New contraceptive method to move forward in development!

Sexual Health 10 years ago (2010) Barbara
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Contraception in development is probably my biggest pet project; I’ve given a couple presentations on the one-time reversible injection method, called RISUG.  After injecting this compound into the vas deferens, the sperm will be unable to penetrate the jelly coat of the egg, and thus, pregnancy is prevented.  The most amazing aspect of this birth control method is that it is effective for at least 10 years, and is completely reversible.  RISUG (which stands for reversible inhibition of sperm under guidance) is cheap and low maintenance, with few to no side effects observed in most subjects.  Plus, the procedure takes about five minutes.

The good news is, thanks to all of the people that filled out the petition and survey on , RISUG will be resuming testing in the United States within the next five years! Since 2001 or so, a company in India held the rights to test this method, and RISUG reached Phase III clinical trials–much testing concluded that this product was completely safe and effective.  All that is left is to get the product approved and release it to the public.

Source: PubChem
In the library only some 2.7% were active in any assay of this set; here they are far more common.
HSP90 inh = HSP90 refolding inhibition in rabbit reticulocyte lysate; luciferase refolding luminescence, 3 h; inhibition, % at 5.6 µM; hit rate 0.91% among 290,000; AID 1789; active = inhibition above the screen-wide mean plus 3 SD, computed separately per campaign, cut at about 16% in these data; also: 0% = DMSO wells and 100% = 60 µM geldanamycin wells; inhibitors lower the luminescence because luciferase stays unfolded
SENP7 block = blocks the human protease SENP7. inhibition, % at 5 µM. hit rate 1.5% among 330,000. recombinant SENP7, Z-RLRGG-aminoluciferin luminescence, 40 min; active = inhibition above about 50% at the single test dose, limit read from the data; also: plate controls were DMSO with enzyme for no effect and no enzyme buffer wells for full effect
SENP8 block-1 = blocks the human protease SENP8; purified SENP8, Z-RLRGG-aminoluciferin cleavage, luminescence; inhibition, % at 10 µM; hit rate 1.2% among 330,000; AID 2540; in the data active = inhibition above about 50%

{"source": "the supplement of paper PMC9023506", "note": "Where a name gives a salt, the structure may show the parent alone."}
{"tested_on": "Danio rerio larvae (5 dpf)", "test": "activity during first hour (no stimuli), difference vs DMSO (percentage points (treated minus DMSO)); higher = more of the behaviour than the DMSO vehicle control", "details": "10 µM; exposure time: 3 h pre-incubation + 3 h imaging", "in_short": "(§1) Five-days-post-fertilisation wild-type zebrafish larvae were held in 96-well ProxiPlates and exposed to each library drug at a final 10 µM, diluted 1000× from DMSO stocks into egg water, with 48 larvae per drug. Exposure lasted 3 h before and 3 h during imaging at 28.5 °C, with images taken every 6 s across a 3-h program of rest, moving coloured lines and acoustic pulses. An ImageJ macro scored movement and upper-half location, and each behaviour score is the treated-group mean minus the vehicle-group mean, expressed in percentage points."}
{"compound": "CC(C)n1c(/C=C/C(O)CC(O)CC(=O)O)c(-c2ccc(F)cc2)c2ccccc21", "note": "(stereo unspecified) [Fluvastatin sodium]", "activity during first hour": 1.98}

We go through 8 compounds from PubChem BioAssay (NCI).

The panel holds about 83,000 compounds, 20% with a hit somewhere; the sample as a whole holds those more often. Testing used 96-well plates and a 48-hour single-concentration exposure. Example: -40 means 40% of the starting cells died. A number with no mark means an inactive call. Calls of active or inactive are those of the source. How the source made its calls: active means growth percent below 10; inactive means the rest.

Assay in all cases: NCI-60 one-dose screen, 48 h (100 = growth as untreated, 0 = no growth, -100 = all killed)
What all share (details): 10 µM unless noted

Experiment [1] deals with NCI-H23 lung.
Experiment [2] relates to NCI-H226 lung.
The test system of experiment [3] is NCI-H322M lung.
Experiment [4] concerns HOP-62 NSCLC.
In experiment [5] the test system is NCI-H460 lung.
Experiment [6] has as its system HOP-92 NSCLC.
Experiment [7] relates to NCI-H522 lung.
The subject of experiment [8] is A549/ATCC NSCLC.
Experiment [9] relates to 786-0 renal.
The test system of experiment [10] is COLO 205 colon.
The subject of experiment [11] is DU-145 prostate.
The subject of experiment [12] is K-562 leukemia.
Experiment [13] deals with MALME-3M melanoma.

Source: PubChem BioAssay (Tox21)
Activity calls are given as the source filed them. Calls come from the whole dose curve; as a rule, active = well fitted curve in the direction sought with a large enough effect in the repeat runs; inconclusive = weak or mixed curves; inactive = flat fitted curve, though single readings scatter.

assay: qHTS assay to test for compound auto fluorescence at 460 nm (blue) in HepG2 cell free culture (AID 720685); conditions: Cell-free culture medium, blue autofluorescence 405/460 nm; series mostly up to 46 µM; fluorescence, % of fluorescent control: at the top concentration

As a sex health educator, I emphatically support access to new birth control methods, especially additional methods that allow men to have more control over their reproductive choices.  That RISUG will soon be tested in the US is good news indeed, but if you want to do more by signing  the petition, you can help push this method forward.

edit: after reading some comments from Reddit, I think it’s important to address a few things people have been talking about

  • The treatment is effective for at least 10 years.  In trials, none of the subjects have gotten a partner pregnant *yet*. The treatment should be able to last longer, but for now, we know that it works at least this long.
  • The compound coats the sperm, and so it will not affect ejaculation in any way. It only affects the enzymes in the sperm head that bore into the jelly coat of the egg. It is also unlikely that there will be any difference in taste or smell.
  • The only side effect of treatment was swelling of the scrotum that was present up to two weeks after the injection (and even that was only for a fraction of the subjects).  Other than that, no side effects were observed.
  • FYI: THIS METHOD IS NOT HORMONAL. RISUG does not affect testosterone or estrogen production in any way.  The chemical only affects one enzyme on the tip of sperm heads. That is the reason there are few to no side effects.
  • for more information, please visit new male contraception
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